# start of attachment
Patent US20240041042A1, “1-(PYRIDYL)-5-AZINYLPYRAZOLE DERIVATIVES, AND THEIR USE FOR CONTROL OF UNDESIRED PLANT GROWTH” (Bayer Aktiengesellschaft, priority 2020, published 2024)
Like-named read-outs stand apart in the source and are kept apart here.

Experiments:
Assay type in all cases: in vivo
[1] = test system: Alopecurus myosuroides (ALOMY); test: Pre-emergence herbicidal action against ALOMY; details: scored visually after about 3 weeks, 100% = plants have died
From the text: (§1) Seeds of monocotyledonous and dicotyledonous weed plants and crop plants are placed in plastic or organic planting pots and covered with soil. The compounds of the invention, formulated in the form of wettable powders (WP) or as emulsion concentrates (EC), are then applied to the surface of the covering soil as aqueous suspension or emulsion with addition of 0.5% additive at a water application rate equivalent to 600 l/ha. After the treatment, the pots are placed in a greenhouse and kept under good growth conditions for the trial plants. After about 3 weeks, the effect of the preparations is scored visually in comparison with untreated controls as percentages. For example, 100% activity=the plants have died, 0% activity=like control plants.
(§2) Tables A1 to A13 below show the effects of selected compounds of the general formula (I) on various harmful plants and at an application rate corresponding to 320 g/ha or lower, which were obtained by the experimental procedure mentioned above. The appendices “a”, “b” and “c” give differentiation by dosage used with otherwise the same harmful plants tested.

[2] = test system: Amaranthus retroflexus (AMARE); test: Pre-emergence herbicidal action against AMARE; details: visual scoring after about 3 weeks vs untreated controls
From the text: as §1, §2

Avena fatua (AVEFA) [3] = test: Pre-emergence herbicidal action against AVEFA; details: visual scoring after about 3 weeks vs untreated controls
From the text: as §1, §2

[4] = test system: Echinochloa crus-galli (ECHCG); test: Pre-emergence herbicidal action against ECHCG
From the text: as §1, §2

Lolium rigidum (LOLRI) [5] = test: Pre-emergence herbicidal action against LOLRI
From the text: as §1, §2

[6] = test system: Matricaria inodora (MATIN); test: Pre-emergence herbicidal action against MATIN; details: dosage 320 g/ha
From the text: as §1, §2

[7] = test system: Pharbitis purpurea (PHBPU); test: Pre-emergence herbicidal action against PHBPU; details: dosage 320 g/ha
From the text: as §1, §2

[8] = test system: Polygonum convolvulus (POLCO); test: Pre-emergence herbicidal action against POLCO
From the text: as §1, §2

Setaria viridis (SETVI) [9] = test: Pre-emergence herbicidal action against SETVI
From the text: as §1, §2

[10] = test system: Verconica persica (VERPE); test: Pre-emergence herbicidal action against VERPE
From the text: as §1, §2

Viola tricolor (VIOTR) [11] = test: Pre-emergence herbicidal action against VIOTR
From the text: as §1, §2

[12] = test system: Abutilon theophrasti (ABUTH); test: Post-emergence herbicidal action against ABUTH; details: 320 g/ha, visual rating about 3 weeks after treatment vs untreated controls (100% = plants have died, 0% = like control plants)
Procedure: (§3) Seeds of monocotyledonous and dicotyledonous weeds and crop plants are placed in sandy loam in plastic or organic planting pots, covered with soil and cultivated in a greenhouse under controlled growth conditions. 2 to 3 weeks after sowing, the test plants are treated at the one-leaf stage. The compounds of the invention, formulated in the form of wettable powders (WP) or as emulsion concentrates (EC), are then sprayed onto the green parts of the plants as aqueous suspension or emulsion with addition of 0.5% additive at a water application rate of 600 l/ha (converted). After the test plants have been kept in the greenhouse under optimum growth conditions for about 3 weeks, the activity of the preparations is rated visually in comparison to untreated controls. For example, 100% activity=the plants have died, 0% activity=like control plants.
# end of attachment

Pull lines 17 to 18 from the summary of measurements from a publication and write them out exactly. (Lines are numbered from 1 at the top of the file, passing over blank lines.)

From the text: as §1, §2

[7] = test system: Pharbitis purpurea (PHBPU); test: Pre-emergence herbicidal action against PHBPU; details: dosage 320 g/ha